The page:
Many space-leopards died to provide those tunics.

§ April 8th, 2010 § Filed under star trek § 10 Comments

So reader Chuck was nice enough to send me a copy of this here book, Star Trek: The Truth Machine (Random House, 1977), which shows that no matter in what medium he’s presented, Captain Kirk is one handsome S.O.B.:

The ’50s monster movie-style “giant lizards menacing the city” scene on the viewscreen is pretty awesome, too.

Anyway, the story’s about some alien thugs who lure our heroes down to their primitive planet and try to coerce them into giving up the tech details on the Enterprise’s warp drive. However, the aliens are just advanced enough to be able to force the answers via their Truth Machine, hence the title. Also, these guys are totally into The Phantom:

The story wraps up pretty much as you’d expect, with our heroes getting the better of these geniuses, and with Spock layin’ down a little Vulcan whup-ass:

My favorite parts of the book are the brief snippets of exposition and explanation for the various elements of the Trek universe, written plainly and simply for the intended younger audience:

“The crew hurried to the transporter room. When they stood on the transporter disks, their molecules in their bodies would be taken apart, sent through space, and put back together on the planet’s surface.”

Urgh. Put like that, no wonder McCoy didn’t like beaming up or down anywhere.

“Although Spock’s mother was born on Earth, Spock had been born on his father’s planet, Vulcan. And like a true Vulcan, Spock never showed any feelings.”

Is that so, Mr. Narrator? Then what do you have to say about…THIS:

Well, um, come to think of it…what could you say?

Actually, that’s just Spock expressing Vulcan’s most common emotion, Total Smugness, during his explanation of how he outsmarted the bad guys’ Truth Machine not by lying about the warp drive, but by simply not offering up important details the aliens didn’t specifically ask about. Okay, sure, good move, Spock, but you don’t have to be a self-satisfied jerk about it. Sheesh.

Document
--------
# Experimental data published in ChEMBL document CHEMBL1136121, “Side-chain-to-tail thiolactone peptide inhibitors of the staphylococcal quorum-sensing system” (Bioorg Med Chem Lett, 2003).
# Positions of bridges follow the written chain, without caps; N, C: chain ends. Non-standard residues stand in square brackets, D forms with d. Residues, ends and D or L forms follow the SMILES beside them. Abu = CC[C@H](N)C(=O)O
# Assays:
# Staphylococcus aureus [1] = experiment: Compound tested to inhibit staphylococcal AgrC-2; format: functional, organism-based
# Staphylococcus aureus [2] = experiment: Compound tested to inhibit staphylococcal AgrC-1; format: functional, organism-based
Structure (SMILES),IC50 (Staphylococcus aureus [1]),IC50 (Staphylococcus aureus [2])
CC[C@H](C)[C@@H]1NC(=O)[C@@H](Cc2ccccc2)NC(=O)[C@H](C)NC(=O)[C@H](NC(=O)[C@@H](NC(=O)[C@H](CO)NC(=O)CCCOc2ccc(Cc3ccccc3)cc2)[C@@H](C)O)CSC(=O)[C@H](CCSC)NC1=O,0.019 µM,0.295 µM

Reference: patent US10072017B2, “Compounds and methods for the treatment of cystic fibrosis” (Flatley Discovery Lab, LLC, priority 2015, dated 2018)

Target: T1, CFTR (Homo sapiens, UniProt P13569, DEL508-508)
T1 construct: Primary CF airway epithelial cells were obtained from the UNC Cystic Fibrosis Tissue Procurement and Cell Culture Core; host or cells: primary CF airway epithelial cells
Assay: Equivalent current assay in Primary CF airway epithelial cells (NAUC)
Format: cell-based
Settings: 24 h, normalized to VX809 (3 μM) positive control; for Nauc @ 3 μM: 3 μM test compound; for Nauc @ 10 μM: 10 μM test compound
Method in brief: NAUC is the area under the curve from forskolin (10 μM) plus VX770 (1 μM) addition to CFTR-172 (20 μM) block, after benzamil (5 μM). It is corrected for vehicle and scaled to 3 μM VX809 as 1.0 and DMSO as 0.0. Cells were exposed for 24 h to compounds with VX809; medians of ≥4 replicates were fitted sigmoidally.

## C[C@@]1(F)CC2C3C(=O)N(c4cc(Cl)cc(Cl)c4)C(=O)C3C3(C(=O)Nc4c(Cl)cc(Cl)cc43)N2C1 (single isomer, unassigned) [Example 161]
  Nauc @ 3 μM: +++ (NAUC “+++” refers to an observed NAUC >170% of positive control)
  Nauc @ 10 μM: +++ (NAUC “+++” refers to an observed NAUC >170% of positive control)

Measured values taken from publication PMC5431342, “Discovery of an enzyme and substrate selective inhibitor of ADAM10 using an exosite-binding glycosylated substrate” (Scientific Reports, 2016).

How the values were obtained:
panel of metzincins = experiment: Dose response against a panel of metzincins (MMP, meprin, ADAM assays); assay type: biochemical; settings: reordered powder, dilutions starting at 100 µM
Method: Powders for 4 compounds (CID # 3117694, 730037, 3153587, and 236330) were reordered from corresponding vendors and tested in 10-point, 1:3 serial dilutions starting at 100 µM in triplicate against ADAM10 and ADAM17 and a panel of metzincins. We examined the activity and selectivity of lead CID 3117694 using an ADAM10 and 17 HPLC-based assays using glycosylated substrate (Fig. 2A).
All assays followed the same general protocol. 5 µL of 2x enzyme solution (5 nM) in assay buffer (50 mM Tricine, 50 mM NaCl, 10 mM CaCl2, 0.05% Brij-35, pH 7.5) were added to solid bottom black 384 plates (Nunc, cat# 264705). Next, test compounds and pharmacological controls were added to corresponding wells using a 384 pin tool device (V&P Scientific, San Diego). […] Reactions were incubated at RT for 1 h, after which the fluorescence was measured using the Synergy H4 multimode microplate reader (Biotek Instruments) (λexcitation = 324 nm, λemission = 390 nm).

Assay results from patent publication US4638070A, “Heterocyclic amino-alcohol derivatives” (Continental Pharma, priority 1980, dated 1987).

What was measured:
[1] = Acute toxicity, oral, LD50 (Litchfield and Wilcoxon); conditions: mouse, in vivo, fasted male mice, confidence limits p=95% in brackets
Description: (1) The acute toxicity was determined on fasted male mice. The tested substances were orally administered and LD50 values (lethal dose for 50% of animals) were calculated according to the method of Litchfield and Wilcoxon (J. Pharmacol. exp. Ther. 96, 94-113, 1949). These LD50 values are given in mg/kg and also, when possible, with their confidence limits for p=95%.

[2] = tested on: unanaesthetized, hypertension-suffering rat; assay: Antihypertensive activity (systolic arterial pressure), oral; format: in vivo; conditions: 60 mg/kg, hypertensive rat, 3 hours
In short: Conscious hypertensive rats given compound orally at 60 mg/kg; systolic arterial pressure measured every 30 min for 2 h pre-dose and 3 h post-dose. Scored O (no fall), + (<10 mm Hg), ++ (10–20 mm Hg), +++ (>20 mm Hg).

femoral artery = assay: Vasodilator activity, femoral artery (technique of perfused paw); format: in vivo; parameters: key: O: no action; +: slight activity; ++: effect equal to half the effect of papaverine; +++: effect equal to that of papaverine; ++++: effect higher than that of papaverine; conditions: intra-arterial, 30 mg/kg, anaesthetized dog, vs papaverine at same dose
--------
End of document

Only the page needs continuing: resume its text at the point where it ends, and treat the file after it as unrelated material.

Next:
Thanks again to reader Chuck for the swell book!

10 Responses to “Many space-leopards died to provide those tunics.”

  • Old Bull Lee says:

    Wasn’t this similar to the plot of a TNG episode? I think it was a stranded ship instead of a planet.

    There was also one where Matt Frewer claimed to be from the future, but was actually from the past and trying to get a jump on inventing future technology.

  • De says:

    A planet where apes evolved from men? There’s got to be an answer somewhere…

  • Andrew Weiss says:

    I remember reading a copy of this in the (little used) Woburn Boys’ Club after I ran out of quarters for the Pac-Man machine.

    I also spent way too much time contemplating Spock’s ruse by omission. (It didn’t work on my parents as well as it did on the residents of Planet Ghost-That-Walks.)

  • Randal says:

    Mike, an O-face is not an emotion.

  • Walaka says:

    What kind of book is this? An illustrated “novel”? Something like a Big Little Book, with alternating text and picture?

  • Andres says:

    That looks more like a ‘I just farted’ face to me.

  • philip says:

    I’m imagining a scene where the villains of this story are arguing over whether they should dress like The Phantom or Fred Flintstone and in the interest of time they decide to just go with both.

  • J.W. Rollins says:

    You can’t see it in the last image, but no one is wearing pants.

  • Nate says:

    When I read this in 2nd grade Spock taught me the greatest lessons in lying, tell em just enough truth!

  • Tom K Mason says:

    This looks just like the Star Trek/Phantom/Planet of the Apes/Flintstones mash-up I’ve dreamed about since I was 9. All that’s missing is Godzilla.